To get faster times, your options are:
- Accelerate faster
- Cruise faster
- Decelerate faster
To accelerate faster, reduce rotating weight and increase bike & component stiffness. Reducing non-rotating component weight will not have much effect unless your races involve a lot of climbing, especially as lighter components are usually less stiff unless you're swapping cheap alloy for good carbon fibre.
To cruise faster, reducing drag, rolling resistance and drivetrain friction will help, in order of impact. Your body and clothing are currently the greatest contributors to your drag, especially since your frame doesn't use round tubes, has internal cable routing, and your rims are deep. Rolling resistance can be decreased by increasing your tyre width, since you're not racing on perfect surfaces (such as wooden velodromes). The current fashion in the pro peleton is 25mm.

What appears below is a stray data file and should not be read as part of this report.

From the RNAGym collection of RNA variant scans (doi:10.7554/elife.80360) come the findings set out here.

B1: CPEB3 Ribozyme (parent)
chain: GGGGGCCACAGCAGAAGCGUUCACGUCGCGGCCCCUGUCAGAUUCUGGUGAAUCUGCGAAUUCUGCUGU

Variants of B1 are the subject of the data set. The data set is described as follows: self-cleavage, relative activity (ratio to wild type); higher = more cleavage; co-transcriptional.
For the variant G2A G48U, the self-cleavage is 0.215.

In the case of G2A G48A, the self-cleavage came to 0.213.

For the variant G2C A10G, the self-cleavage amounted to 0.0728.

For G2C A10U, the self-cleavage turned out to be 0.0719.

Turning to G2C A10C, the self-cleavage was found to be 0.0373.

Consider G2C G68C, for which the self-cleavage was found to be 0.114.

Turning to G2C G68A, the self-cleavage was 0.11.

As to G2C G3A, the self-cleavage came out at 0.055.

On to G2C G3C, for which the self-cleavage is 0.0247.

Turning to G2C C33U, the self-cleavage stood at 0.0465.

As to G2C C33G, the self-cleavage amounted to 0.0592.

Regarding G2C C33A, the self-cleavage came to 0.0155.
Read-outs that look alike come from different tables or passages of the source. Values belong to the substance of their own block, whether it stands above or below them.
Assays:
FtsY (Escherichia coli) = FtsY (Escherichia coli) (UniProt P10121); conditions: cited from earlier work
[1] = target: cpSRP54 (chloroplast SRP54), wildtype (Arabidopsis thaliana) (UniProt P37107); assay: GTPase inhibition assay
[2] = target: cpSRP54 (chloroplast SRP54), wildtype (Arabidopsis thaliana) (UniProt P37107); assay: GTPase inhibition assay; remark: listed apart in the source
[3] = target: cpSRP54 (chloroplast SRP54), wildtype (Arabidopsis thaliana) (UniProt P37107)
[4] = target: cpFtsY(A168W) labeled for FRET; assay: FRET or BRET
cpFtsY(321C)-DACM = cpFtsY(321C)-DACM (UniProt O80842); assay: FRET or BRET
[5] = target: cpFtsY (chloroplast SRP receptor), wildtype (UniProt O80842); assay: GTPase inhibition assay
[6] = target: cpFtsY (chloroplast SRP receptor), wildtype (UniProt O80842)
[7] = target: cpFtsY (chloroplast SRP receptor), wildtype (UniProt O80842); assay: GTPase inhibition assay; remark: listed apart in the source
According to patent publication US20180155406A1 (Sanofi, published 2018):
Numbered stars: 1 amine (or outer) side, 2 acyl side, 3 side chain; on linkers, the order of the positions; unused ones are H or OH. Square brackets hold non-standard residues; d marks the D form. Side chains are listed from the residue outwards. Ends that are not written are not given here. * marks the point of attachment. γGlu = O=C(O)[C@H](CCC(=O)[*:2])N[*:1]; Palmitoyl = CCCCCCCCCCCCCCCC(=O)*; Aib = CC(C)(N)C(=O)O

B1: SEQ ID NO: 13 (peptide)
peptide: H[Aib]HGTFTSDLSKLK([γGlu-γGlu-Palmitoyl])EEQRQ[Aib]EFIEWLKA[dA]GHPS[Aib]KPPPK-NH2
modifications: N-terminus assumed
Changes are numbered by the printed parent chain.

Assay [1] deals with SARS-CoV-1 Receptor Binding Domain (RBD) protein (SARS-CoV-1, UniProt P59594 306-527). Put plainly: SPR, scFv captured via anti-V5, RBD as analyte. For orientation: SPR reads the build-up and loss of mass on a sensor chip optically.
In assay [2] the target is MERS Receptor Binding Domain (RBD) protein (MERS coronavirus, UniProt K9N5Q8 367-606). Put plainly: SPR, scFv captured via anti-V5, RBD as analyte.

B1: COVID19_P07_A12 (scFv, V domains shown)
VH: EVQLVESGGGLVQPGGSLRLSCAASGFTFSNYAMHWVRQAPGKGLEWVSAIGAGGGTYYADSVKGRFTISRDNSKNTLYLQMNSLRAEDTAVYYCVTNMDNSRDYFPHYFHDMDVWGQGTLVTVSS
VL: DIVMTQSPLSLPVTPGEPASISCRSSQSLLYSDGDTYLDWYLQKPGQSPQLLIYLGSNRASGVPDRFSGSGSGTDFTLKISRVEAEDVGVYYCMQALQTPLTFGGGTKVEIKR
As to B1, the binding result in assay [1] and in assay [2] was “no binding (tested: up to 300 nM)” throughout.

To decelerate faster, use soft-compound brake pads. Reducing rotating weight also decreases the load on the brakes.
This review of a bike which I think matches yours lists the weight as 8.08kg. This isn't bad, and losing 1.3kg to get down to the 6.8kg UCI minimum will be far more expensive than eating less and riding more to lose body weight.
Things I would consider upgrading:
- Tyres. Easy upgrade, quite cheap.
- Chainset. The Praxis Turn M30 crank is about the same weight as Shimano Ultegra, but is surprisingly stiff. Praxis make a matching bottom bracket for most shells, including "old-school" BSA threaded 68mm shells.
- Stem. Thomson Elite X4 is heavier than their X2 "road" model, but you'll struggle to twist the stem and the 4-bolt clamp is nice and wide.
- Carbon bars, but not a superlight model, since you need them to be stiff for acceleration.
Of course, you still need to train more.